The in-country analyst has revised up its expectation for this year and says a healthy unsubsidized project pipeline will keep the numbers ticking over in 2021. The spending plans necessary to ramp up renewables targets in the next five-year plan, though, could put the nation on a collision course with the EU.
With the International Energy Agency publishing its latest five-year clean energy forecast today, pv magazine takes a look at the solar content of the 162-page document.
The incentive scheme awards a 23-year, $0.12/kWh feed-in tariff to rooftop arrays with a generation capacity of up to 200 kW. Already, 141 municipalities have applied to install 116 MW of rooftop solar capacity and the government has increased the program’s budget from $28.5 million to $143 million.
Quarterly new additions were 15% lower than in the October-to-December window. The France Territoire Solaire thinktank said the lower volumes could be explained by the initial impact of the coronavirus crisis.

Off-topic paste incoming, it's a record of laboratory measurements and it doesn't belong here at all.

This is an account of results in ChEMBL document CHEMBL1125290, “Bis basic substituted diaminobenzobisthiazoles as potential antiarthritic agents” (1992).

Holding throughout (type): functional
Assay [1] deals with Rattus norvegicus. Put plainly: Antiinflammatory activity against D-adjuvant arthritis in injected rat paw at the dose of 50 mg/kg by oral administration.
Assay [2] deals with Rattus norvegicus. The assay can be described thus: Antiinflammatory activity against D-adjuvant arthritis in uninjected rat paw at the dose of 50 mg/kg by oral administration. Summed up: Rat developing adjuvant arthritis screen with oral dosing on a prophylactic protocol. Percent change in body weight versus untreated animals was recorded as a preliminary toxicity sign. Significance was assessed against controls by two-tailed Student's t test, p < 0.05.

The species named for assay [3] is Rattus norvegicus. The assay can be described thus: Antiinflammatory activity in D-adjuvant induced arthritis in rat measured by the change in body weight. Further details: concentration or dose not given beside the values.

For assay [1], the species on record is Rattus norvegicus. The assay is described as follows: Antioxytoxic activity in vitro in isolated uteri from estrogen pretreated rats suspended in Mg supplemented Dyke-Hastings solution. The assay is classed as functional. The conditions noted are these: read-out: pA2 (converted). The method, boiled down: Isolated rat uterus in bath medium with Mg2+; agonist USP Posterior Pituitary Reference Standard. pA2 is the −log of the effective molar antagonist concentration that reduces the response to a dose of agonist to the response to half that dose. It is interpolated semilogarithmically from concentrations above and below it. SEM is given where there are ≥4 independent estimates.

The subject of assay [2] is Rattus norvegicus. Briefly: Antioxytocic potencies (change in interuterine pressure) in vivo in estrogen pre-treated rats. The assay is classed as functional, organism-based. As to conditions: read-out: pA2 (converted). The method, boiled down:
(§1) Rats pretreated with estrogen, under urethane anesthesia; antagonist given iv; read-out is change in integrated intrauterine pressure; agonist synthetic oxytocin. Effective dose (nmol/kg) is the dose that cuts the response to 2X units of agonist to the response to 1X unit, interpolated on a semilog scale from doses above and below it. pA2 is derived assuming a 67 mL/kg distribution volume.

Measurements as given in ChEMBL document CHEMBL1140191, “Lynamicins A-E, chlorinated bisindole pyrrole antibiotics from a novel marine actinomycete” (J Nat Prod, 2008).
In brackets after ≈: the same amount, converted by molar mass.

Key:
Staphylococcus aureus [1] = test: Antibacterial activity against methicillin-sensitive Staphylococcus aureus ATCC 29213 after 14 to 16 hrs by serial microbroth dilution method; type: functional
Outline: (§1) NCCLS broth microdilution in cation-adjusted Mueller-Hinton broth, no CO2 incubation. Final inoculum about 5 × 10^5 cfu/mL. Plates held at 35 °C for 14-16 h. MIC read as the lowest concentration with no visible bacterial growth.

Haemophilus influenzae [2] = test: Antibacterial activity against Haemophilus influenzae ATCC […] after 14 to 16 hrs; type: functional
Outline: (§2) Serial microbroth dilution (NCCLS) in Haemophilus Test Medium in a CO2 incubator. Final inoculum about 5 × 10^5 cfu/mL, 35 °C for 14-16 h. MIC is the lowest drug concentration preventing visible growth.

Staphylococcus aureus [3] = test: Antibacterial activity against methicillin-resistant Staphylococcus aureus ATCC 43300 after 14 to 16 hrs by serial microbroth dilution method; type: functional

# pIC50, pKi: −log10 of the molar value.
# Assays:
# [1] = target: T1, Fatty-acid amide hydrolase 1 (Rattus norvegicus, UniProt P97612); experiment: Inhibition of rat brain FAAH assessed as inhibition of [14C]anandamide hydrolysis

The unfolding effects of the Covid-19 crisis, and fears of a possible second wave, have split analysts trying to guess how the unsubsidized renewables market will emerge as slumping demand continued to distort power markets. pv magazine rounds up the week’s coronavirus developments.
According to the latest figures from the Turkish grid operator, 109 MW of new solar was added in the first quarter, most of it net-metered rooftop systems. The troubled 1 GW national tender originally planned in January 2019, however, has been postponed for a second time, with the government stating the Covid-19 crisis will cause the exercise to be staged next year.
The transformer-free products have a power range of 3-6 kW and efficiency of 97.8%. The Chinese manufacturer says the devices are designed to accurately match the voltage and phase of the grid sine wave AC waveform.
The Covid-19 crisis has far-reaching effects – including on the PV industry and solar installation market. The results of a survey conducted in a recent pv magazine webinar painted a picture of businesses unsettled by the pandemic but still taking orders at present.
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